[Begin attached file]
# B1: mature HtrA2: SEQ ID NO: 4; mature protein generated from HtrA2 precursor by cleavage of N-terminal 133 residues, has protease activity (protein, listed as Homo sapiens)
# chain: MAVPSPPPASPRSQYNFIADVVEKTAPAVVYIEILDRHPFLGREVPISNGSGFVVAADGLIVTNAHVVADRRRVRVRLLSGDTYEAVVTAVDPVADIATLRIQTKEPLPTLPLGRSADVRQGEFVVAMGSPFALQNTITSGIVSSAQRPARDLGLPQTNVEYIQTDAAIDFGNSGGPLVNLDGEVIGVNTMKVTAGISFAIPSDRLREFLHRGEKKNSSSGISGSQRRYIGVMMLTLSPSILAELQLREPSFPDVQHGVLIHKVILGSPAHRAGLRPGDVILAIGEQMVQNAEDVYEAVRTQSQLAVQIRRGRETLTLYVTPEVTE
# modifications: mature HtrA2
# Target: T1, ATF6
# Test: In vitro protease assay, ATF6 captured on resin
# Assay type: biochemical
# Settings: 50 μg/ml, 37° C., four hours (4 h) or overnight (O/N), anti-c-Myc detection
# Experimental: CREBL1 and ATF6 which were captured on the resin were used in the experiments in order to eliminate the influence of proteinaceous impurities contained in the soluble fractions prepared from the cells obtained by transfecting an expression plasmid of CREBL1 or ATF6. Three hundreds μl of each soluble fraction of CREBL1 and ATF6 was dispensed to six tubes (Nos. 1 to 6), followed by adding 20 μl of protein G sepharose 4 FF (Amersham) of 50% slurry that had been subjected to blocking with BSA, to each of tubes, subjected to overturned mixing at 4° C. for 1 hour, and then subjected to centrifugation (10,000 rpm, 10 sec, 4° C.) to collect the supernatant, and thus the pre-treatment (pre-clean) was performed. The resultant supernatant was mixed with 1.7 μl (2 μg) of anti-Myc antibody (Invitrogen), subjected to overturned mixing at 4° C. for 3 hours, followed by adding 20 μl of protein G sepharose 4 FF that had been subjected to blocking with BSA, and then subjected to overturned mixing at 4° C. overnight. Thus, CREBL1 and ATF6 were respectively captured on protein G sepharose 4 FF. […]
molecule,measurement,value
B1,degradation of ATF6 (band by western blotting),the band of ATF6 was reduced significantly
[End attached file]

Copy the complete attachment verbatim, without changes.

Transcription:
# B1: mature HtrA2: SEQ ID NO: 4; mature protein generated from HtrA2 precursor by cleavage of N-terminal 133 residues, has protease activity (protein, listed as Homo sapiens)
# chain: MAVPSPPPASPRSQYNFIADVVEKTAPAVVYIEILDRHPFLGREVPISNGSGFVVAADGLIVTNAHVVADRRRVRVRLLSGDTYEAVVTAVDPVADIATLRIQTKEPLPTLPLGRSADVRQGEFVVAMGSPFALQNTITSGIVSSAQRPARDLGLPQTNVEYIQTDAAIDFGNSGGPLVNLDGEVIGVNTMKVTAGISFAIPSDRLREFLHRGEKKNSSSGISGSQRRYIGVMMLTLSPSILAELQLREPSFPDVQHGVLIHKVILGSPAHRAGLRPGDVILAIGEQMVQNAEDVYEAVRTQSQLAVQIRRGRETLTLYVTPEVTE
# modifications: mature HtrA2
# Target: T1, ATF6
# Test: In vitro protease assay, ATF6 captured on resin
# Assay type: biochemical
# Settings: 50 μg/ml, 37° C., four hours (4 h) or overnight (O/N), anti-c-Myc detection
# Experimental: CREBL1 and ATF6 which were captured on the resin were used in the experiments in order to eliminate the influence of proteinaceous impurities contained in the soluble fractions prepared from the cells obtained by transfecting an expression plasmid of CREBL1 or ATF6. Three hundreds μl of each soluble fraction of CREBL1 and ATF6 was dispensed to six tubes (Nos. 1 to 6), followed by adding 20 μl of protein G sepharose 4 FF (Amersham) of 50% slurry that had been subjected to blocking with BSA, to each of tubes, subjected to overturned mixing at 4° C. for 1 hour, and then subjected to centrifugation (10,000 rpm, 10 sec, 4° C.) to collect the supernatant, and thus the pre-treatment (pre-clean) was performed. The resultant supernatant was mixed with 1.7 μl (2 μg) of anti-Myc antibody (Invitrogen), subjected to overturned mixing at 4° C. for 3 hours, followed by adding 20 μl of protein G sepharose 4 FF that had been subjected to blocking with BSA, and then subjected to overturned mixing at 4° C. overnight. Thus, CREBL1 and ATF6 were respectively captured on protein G sepharose 4 FF. […]
molecule,measurement,value
B1,degradation of ATF6 (band by western blotting),the band of ATF6 was reduced significantly